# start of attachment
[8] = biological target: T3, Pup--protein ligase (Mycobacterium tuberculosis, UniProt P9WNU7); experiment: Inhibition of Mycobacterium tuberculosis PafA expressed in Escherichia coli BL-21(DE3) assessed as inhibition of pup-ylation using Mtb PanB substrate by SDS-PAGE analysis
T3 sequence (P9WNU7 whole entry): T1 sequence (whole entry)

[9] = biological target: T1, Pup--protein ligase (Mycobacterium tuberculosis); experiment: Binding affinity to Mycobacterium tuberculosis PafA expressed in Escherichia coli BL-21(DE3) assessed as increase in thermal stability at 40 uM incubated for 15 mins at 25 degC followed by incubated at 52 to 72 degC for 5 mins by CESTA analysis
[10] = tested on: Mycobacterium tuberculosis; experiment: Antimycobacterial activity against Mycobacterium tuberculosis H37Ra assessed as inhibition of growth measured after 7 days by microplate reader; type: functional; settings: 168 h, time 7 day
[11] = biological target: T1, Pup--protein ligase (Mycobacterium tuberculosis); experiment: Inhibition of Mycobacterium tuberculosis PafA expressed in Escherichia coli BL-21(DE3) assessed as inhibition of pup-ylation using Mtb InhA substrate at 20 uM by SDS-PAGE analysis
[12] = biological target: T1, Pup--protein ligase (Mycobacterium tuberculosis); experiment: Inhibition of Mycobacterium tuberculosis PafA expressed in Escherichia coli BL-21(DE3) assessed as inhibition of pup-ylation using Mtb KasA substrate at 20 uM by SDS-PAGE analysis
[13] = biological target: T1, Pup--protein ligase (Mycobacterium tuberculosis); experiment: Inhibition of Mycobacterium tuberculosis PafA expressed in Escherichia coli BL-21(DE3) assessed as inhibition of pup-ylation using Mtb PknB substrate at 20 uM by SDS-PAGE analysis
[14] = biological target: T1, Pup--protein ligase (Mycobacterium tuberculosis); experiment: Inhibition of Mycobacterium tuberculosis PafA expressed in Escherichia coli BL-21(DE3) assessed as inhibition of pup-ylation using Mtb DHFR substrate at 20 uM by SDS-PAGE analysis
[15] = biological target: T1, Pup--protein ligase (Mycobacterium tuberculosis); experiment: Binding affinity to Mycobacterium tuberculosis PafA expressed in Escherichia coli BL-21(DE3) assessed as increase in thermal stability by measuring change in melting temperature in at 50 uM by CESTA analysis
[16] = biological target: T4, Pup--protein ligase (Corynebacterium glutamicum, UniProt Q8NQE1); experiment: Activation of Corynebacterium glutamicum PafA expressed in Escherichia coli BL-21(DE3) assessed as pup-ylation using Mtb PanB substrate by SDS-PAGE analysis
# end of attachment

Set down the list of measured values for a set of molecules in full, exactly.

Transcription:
[8] = biological target: T3, Pup--protein ligase (Mycobacterium tuberculosis, UniProt P9WNU7); experiment: Inhibition of Mycobacterium tuberculosis PafA expressed in Escherichia coli BL-21(DE3) assessed as inhibition of pup-ylation using Mtb PanB substrate by SDS-PAGE analysis
T3 sequence (P9WNU7 whole entry): T1 sequence (whole entry)

[9] = biological target: T1, Pup--protein ligase (Mycobacterium tuberculosis); experiment: Binding affinity to Mycobacterium tuberculosis PafA expressed in Escherichia coli BL-21(DE3) assessed as increase in thermal stability at 40 uM incubated for 15 mins at 25 degC followed by incubated at 52 to 72 degC for 5 mins by CESTA analysis
[10] = tested on: Mycobacterium tuberculosis; experiment: Antimycobacterial activity against Mycobacterium tuberculosis H37Ra assessed as inhibition of growth measured after 7 days by microplate reader; type: functional; settings: 168 h, time 7 day
[11] = biological target: T1, Pup--protein ligase (Mycobacterium tuberculosis); experiment: Inhibition of Mycobacterium tuberculosis PafA expressed in Escherichia coli BL-21(DE3) assessed as inhibition of pup-ylation using Mtb InhA substrate at 20 uM by SDS-PAGE analysis
[12] = biological target: T1, Pup--protein ligase (Mycobacterium tuberculosis); experiment: Inhibition of Mycobacterium tuberculosis PafA expressed in Escherichia coli BL-21(DE3) assessed as inhibition of pup-ylation using Mtb KasA substrate at 20 uM by SDS-PAGE analysis
[13] = biological target: T1, Pup--protein ligase (Mycobacterium tuberculosis); experiment: Inhibition of Mycobacterium tuberculosis PafA expressed in Escherichia coli BL-21(DE3) assessed as inhibition of pup-ylation using Mtb PknB substrate at 20 uM by SDS-PAGE analysis
[14] = biological target: T1, Pup--protein ligase (Mycobacterium tuberculosis); experiment: Inhibition of Mycobacterium tuberculosis PafA expressed in Escherichia coli BL-21(DE3) assessed as inhibition of pup-ylation using Mtb DHFR substrate at 20 uM by SDS-PAGE analysis
[15] = biological target: T1, Pup--protein ligase (Mycobacterium tuberculosis); experiment: Binding affinity to Mycobacterium tuberculosis PafA expressed in Escherichia coli BL-21(DE3) assessed as increase in thermal stability by measuring change in melting temperature in at 50 uM by CESTA analysis
[16] = biological target: T4, Pup--protein ligase (Corynebacterium glutamicum, UniProt Q8NQE1); experiment: Activation of Corynebacterium glutamicum PafA expressed in Escherichia coli BL-21(DE3) assessed as pup-ylation using Mtb PanB substrate by SDS-PAGE analysis